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In brief: Researchers at the Massachusetts Institute of Technology (MIT) have developed a novel way to monitor someone’s sleep posture without disrupting them, or even physically interacting with them at all.
The non-invasive approach uses radio waves, rather than physical sensors or cameras, to study a person’s sleep posture. A device mounted in the room sends our radio signals and measures how they bounce off objects, including humans.
Researchers feed the data to a custom neural network that is able to determine how a sleeper’s body is positioned. It’s accurate enough to differentiate between similar positions, such as if a user is lying on their right side versus simply being tilted slightly to the right.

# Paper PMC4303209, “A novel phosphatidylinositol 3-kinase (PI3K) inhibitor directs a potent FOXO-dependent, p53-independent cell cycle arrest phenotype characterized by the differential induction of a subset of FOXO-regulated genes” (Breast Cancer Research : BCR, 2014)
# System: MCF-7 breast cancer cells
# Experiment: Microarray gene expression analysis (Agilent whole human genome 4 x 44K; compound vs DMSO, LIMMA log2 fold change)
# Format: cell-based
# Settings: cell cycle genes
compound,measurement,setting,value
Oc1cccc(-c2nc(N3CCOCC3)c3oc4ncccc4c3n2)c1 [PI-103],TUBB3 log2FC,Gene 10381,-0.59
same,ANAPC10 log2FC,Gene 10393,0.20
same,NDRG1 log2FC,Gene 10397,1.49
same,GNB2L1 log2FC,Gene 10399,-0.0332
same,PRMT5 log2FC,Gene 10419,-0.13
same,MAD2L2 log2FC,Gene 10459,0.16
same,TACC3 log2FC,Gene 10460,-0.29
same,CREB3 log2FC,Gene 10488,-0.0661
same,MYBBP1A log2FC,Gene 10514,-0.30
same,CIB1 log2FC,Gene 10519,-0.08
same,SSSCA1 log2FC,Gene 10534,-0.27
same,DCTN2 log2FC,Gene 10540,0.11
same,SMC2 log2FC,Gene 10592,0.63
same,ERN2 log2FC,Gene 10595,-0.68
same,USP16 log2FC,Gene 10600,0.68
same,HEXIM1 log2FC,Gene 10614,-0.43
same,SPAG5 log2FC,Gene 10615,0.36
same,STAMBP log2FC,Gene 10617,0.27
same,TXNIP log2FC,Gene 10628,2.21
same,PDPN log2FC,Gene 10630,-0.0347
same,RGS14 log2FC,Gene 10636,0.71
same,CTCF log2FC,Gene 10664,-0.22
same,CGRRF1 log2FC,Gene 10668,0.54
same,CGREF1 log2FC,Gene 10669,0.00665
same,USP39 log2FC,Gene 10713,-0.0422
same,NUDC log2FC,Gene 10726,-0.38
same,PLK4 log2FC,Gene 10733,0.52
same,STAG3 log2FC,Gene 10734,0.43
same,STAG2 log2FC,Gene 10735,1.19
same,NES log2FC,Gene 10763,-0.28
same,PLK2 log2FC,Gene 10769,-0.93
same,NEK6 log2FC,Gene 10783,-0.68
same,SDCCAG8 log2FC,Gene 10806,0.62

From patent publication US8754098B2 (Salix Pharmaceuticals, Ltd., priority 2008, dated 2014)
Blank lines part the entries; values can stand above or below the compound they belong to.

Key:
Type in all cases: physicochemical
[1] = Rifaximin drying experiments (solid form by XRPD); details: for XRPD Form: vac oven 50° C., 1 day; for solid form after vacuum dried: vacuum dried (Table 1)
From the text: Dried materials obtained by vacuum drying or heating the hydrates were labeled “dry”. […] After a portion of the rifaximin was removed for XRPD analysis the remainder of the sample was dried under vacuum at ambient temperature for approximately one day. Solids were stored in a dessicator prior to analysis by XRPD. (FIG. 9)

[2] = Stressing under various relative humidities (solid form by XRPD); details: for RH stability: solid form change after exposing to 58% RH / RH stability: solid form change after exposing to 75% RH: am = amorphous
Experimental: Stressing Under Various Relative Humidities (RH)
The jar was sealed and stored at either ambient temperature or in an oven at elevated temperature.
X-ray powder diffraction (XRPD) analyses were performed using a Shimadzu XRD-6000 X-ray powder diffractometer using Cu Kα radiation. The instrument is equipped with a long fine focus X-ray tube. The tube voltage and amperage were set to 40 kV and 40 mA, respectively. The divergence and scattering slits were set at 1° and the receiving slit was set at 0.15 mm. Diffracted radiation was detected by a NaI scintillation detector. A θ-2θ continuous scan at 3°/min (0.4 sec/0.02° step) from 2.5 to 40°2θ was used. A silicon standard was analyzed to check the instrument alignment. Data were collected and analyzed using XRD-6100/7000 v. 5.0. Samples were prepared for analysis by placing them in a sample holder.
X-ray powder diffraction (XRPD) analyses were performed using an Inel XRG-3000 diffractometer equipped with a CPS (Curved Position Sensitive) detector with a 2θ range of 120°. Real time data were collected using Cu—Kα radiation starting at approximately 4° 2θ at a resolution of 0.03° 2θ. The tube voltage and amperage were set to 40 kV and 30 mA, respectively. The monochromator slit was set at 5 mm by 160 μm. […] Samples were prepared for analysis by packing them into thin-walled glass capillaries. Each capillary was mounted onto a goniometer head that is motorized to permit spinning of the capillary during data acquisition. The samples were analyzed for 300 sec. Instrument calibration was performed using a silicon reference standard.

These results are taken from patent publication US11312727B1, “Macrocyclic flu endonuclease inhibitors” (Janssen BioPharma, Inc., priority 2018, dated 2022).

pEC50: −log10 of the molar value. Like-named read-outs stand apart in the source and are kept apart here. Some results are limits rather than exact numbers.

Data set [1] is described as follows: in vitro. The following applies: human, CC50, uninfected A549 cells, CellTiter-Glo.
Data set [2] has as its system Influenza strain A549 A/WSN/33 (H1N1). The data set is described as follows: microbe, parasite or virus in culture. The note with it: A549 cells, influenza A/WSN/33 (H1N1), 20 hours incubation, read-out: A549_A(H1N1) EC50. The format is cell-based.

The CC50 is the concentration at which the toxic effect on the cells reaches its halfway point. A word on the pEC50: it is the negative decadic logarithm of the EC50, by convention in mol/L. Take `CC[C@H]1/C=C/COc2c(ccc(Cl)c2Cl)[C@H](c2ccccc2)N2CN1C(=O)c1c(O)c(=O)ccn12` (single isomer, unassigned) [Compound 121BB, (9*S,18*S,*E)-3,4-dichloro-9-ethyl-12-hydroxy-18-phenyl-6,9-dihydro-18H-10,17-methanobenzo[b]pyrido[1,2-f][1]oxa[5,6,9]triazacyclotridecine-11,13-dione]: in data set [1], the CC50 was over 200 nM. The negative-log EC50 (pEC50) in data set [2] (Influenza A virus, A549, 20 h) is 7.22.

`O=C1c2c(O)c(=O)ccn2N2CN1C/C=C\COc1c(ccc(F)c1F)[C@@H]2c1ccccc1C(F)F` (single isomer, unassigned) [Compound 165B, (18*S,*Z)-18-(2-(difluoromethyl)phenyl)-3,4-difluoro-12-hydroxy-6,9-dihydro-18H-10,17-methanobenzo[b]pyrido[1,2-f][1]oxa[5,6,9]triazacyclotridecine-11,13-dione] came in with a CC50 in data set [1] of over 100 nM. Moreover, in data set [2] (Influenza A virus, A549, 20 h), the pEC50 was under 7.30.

To discern between reflections coming from a human versus those from static objects like a mattress or a dresser, and to help determine exact positioning, the researchers focused on breathing. They used the rising and falling of a person’s chest and belly during breathing as a marker to “tag” body reflections.
Shichao Yue, one of the researchers involved in the project, said that since the system only records essential information for detecting sleep posture, “it is nearly impossible for someone to infer other activities of the user from this data.”
Yue and colleagues are scheduled to show off the system during a presentation at the UbiComp 2020 conference on September 15.